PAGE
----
13 June 1982, early afternoon at Montreal.
After the warm-up lap, 26 cars line up on the grid for the Canadian Grand Prix, eighth round of the 1982 F1 Championship. FISA starter Derek Ongaro holds the peloton a little longer than usual. When he finally switches on the red lights, poleman Didier Pironi weaves his hands frantically… with the wait, his Ferrari had overheated and the engine stalled. But it was too late to abort starting procedures, and on a flick of a second the lights become green. Everyone tries to swerve past the immobile Ferrari. Back on the peloton Boesel hits the rear tyre of Pironi, right behind the Brazilian, on his low driving position, young rookie Riccardo Paletti is deeply focused on the Osella rev counter, so he doesn’t see the obstacle and hit massively the Ferrari’s rear, sending it to the right side of the track and shrinking the front section of the Osella till the cockpit….
Caption of the crash (The Fastlane Forum)
Riccardo Paletti was the son of Gianna and Arietto Paletti, a wealthy Milanese building contractor and Pioneer Hi-Fi importer to Italy, and was born precisely in Milan on the 15th June, 1958. The young Riccardo was an accomplished sportsman since his youth, and with thirteen he was Italian junior karate champion, then switched to skiing, where he progressed to the National alpine skiing youth selection. Nevertheless his main aim was to follow the path of his father till, with nineteen, he decided to start a career on motor racing, so in 1978 his father invested 50,000 dollars on a campaign at the Italian Formula SuperFord Championship with an Osella, where Paletti proved immediately to be skillful, leading eighteen laps on his first races and being a regular podium visitor, even with no wins, which left him third on the standings.
Riccardo Paletti (Facebook)
Those were the days when motorsport was really dangerous – it still is, of course – and the probabilities of death in competition (F1 or not) were of one in three or four, counting all men that started a F1 season. Surely Jackie Stewart and Jo Bonnier (who fell victim of his passion) had already started their safety crusade, and the circuits were vastly improved comparing to mid-to-late sixties. However, when the first measures were deployed, they could occasionally be worse than their total absence… such was the fate of Helmut Koinigg.
Koinigg was born in Vienna at the 3rd November 1948, but spent his childhood on the south-eastern state of Styria. Growing in such a mountainous region it wasn’t surprising that, like so many of his fellow countrymen, he practiced winter sports since his teens, excelling at skiing. And it was to the latter sport that he dedicated himself first, even being selected for the Austrian national junior B team, while pursuing his studies in engineering and journalism. It’s possible he was already someway interested in motor racing – it registered quite a boom in Austria with the rising success of Jochen Rindt – but he never sought to race, and in 1966 he left for Sweden to live and work, which certainly curtailed for the time being any possible interest in four wheels (while providing an excellent chance to keep skiing). Continue reading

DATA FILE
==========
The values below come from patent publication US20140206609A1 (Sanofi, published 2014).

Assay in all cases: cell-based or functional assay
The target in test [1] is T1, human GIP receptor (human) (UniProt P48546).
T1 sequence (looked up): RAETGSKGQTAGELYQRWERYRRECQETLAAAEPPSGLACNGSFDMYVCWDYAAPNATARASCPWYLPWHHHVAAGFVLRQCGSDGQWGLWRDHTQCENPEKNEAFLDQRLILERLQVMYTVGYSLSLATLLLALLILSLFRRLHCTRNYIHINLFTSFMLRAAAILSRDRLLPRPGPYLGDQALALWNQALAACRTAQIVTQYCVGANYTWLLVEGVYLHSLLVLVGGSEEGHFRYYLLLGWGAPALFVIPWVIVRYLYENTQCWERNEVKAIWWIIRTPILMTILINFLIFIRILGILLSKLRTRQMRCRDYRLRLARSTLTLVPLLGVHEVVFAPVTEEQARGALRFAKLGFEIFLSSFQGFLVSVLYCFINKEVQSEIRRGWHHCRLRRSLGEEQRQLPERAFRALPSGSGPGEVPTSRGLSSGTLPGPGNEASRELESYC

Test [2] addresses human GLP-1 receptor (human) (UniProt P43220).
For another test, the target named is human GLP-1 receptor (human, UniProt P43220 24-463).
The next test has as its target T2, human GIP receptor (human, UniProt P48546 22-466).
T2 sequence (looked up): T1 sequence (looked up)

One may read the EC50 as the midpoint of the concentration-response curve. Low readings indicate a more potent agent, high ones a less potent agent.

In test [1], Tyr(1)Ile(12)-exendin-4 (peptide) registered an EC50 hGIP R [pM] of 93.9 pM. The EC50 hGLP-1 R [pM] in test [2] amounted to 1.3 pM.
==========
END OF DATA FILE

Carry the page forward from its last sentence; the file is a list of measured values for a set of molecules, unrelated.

Everybody knows motorsport is dangerous. However, rallying in open roads had produced far less fatalities than track racing, mainly concerning drivers and co-drivers, which may seem quite strange as driving on open roads with nothing to separate the car from deep ravines, trees, walls and so many more hazards bordering the special stages! On the other hand, spectators are much more at risk, so if we take a look on the tragedies that struck the rally past, the enthusiasts took a far heavier toll than the drivers. And, ironically, one of the few drivers to die on the centennial Monte Carlo Rally wasn’t driving, but spectating… Here’s the story of Lars-Erik Torph.
Another day at the office…
Wilhelm Lars-Erik Torph was born in Säffle, a small town in central Sweden between Örebro and Karlstad, traditional terrains of the Swedish Rally, on the 11th May 1961. Two of the most notorious natives of Örebro were famous drivers – Ronnie Peterson and Stig Blomqvist – and Torph grew up idolising the latter, the master of snow rallies aboard is orange Saab… He was a rally passionate since his childhood days and as a teen he didn’t take long to learn to drive and used to fix old cars to compete occasionally with his mates, which greatly improved his mechanical skills. In 1976 his older brother Kjell-Arne entered some local events and Lars was drafted as co-driver – even if he was only fifteen – and soon he set his ambitions to become a driver. However, Torph had no money, so used his hardly acquired mechanical skills to find a job on a local Volvo garage, and used his earnings to buy an old Volvo 142, which allowed him to enter his first local rallies as soon as he took his license, by March 1979. Continue reading